That’s bad, because even though you’ll likely score in excess of one hundred points (perhaps as high as one hundred and seventy) losing four or five victory points in more than one epoch can be disastrous, such is the balance in Teotihuacan: City of Gods. The good news is that any strategy can score points and there are many ways to do it. Building the pyramid (and advancing on the contribution track) can score well, but so too can building houses using different numbers of workers and advancing up The Avenue of the Dead. One of the temple tracks provides points directly, whilst all of these temple tracks provide a large bonus to the first player that tops them. There are then numerous other ways to score points – either from discovery tiles, collecting masks, by decorating the temple or by using the different technologies, which I haven’t even mentioned yet.

Like so many other things in Teotihuacan, the technologies on offer will be drawn and placed at random during setup. The first player to claim each technology will not only benefit from being able to claim victory points when building houses, or adding to the pyramid (for example) but they may also gain more points when other players follow them in learning the same technology. Some technologies provide frequent, smaller benefits, such as generating cacao or additional resources – these technologies are essential as part of a long term strategy and should be taken early, even though some of them require a costly investment.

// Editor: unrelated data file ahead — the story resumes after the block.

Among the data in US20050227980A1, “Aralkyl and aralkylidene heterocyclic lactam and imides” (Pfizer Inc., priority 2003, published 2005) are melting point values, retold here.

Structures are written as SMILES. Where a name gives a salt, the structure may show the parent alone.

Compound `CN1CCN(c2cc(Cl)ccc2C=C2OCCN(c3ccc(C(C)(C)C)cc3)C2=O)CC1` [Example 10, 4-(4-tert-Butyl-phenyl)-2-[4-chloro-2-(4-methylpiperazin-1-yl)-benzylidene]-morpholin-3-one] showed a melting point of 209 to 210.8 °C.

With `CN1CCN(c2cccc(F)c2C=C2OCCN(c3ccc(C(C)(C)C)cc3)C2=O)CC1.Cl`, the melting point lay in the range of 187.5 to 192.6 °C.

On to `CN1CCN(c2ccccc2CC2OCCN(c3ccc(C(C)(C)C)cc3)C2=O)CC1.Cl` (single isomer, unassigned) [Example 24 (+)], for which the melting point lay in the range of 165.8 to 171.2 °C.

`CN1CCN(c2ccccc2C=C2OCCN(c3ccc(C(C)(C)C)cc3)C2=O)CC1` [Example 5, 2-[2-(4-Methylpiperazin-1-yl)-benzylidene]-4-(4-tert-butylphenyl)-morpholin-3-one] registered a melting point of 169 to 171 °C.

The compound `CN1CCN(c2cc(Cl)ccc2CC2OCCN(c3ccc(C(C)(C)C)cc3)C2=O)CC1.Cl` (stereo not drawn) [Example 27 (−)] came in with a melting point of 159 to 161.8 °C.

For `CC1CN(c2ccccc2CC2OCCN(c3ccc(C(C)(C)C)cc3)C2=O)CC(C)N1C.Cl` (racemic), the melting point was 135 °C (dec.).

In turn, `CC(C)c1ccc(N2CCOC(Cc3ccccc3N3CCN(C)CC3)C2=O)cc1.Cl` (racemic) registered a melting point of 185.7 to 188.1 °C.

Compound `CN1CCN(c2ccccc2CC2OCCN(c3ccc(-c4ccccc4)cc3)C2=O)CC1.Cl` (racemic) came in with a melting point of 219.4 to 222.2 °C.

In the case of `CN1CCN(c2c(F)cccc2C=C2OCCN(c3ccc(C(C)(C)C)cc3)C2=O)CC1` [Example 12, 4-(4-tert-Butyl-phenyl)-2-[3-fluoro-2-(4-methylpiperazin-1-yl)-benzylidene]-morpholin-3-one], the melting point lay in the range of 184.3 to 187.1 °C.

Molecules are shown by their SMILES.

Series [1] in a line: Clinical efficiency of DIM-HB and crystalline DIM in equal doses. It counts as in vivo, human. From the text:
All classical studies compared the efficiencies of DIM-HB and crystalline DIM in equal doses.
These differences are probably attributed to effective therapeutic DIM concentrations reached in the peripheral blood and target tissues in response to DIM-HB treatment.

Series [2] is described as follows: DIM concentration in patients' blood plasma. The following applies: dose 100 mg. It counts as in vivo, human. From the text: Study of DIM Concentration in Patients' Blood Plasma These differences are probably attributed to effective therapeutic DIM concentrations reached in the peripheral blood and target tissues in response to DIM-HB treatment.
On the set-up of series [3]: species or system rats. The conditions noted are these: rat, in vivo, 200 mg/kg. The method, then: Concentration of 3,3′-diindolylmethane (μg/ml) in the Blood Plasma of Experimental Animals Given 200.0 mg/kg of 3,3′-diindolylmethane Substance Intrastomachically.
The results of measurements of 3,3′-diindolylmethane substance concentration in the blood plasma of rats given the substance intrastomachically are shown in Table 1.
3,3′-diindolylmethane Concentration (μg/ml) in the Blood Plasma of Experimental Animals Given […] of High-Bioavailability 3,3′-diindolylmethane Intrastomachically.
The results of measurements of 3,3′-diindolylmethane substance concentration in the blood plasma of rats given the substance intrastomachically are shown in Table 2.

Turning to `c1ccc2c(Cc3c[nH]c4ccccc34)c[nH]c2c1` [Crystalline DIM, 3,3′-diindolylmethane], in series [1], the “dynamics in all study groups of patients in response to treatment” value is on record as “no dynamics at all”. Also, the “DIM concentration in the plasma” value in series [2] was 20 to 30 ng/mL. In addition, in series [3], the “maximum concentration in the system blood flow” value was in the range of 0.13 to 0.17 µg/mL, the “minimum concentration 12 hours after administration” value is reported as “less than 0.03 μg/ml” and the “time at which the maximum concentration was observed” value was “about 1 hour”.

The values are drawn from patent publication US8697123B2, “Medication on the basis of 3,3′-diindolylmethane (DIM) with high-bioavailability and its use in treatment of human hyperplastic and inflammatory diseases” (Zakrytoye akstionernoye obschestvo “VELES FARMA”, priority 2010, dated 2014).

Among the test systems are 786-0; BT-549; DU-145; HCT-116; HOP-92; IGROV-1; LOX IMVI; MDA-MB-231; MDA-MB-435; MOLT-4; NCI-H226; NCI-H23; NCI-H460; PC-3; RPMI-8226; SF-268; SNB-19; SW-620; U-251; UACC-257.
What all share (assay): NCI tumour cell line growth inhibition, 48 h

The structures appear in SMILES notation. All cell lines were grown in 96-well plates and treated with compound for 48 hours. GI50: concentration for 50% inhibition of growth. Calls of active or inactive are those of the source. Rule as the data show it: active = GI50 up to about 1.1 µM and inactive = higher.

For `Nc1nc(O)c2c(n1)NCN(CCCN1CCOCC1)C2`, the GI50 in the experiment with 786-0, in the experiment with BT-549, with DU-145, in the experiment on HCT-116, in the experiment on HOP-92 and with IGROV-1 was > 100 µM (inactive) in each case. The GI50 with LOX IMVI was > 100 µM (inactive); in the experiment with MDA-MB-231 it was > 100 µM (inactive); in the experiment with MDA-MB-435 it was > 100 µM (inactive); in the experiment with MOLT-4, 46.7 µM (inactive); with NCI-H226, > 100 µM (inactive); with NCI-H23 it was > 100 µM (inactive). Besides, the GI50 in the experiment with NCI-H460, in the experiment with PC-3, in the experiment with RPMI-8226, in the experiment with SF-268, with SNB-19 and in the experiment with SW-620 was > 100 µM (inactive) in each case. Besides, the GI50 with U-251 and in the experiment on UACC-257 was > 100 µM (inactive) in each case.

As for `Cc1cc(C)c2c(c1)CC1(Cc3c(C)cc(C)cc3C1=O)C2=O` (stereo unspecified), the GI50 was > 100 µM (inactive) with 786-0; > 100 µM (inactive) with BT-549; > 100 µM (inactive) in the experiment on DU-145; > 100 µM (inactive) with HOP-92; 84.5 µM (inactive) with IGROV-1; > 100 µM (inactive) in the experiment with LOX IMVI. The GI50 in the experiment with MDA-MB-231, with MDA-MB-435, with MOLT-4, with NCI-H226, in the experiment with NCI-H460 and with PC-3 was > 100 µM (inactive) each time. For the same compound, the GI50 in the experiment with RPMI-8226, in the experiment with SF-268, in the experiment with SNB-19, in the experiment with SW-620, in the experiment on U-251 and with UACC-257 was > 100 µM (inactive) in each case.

With the versatility and reply value that Teotihuacan: City of Gods brings, it’s a wonder that it remains so balanced. The subtle changes that a different layout can bring are considerable, since the main thing about the placement mechanism here is that dice must move one to three locations in a clockwise direction. You can never keep them on the same board and some abilities grow considerably more powerful by gathering two or even three workers there. What’s worse is that the more dice from different players that already exist on a board you want to use, the more cacao you’ll have to pay in order to use it. This is wonderfully balanced by the simplest method of generating cacao, which simply allows a player to generate one cacao (plus one) for each die colour on a specific location, but only if you forgo taking the normal action there.

The movement and stacking of dice in Teotihuacan makes it a compelling enough experience, but in truth it’s the fact that there are so many ways to win, each of which is well balanced and very compact, that makes it so interesting. It does take some time to learn and even longer to master (especially given that it can change a lot from one play to the next) so it really does boil down to a case of the best player winning, usually. On the down side, I’ve seen players be left more than half way behind the leading pack because they simply couldn’t get to grips with the concepts in Teotihuacan. This is simply a case of knowing your audience and Teotihuacan plays up to heavier euro game fans, and as such, I love it.

****½  4.5/5

Teotihuacan: City of Gods is available online at 365Games.co.uk, or at your local games store. Don’t know where yours is? Try this handy games store locator.